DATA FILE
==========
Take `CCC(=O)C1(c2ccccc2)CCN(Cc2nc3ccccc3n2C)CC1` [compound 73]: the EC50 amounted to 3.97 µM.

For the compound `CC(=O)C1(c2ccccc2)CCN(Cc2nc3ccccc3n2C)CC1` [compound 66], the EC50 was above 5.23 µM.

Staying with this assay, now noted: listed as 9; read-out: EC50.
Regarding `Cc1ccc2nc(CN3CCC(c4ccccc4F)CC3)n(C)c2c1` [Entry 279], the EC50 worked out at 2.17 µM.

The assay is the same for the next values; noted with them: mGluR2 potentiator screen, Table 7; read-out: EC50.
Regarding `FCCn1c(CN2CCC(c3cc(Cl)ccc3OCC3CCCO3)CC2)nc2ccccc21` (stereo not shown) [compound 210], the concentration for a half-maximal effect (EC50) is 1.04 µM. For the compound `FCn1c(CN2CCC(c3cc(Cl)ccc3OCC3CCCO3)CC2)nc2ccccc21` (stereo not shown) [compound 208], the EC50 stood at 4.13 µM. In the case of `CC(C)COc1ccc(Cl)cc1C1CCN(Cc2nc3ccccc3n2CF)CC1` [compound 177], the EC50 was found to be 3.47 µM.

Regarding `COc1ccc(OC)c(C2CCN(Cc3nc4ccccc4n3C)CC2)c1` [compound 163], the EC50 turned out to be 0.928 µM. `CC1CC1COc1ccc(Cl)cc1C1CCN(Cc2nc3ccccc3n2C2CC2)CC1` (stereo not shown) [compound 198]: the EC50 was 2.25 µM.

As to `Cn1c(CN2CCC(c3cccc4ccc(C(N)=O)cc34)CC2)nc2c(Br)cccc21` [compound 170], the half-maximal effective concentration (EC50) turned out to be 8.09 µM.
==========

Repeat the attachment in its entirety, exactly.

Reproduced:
Take `CCC(=O)C1(c2ccccc2)CCN(Cc2nc3ccccc3n2C)CC1` [compound 73]: the EC50 amounted to 3.97 µM.

For the compound `CC(=O)C1(c2ccccc2)CCN(Cc2nc3ccccc3n2C)CC1` [compound 66], the EC50 was above 5.23 µM.

Staying with this assay, now noted: listed as 9; read-out: EC50.
Regarding `Cc1ccc2nc(CN3CCC(c4ccccc4F)CC3)n(C)c2c1` [Entry 279], the EC50 worked out at 2.17 µM.

The assay is the same for the next values; noted with them: mGluR2 potentiator screen, Table 7; read-out: EC50.
Regarding `FCCn1c(CN2CCC(c3cc(Cl)ccc3OCC3CCCO3)CC2)nc2ccccc21` (stereo not shown) [compound 210], the concentration for a half-maximal effect (EC50) is 1.04 µM. For the compound `FCn1c(CN2CCC(c3cc(Cl)ccc3OCC3CCCO3)CC2)nc2ccccc21` (stereo not shown) [compound 208], the EC50 stood at 4.13 µM. In the case of `CC(C)COc1ccc(Cl)cc1C1CCN(Cc2nc3ccccc3n2CF)CC1` [compound 177], the EC50 was found to be 3.47 µM.

Regarding `COc1ccc(OC)c(C2CCN(Cc3nc4ccccc4n3C)CC2)c1` [compound 163], the EC50 turned out to be 0.928 µM. `CC1CC1COc1ccc(Cl)cc1C1CCN(Cc2nc3ccccc3n2C2CC2)CC1` (stereo not shown) [compound 198]: the EC50 was 2.25 µM.

As to `Cn1c(CN2CCC(c3cccc4ccc(C(N)=O)cc34)CC2)nc2c(Br)cccc21` [compound 170], the half-maximal effective concentration (EC50) turned out to be 8.09 µM.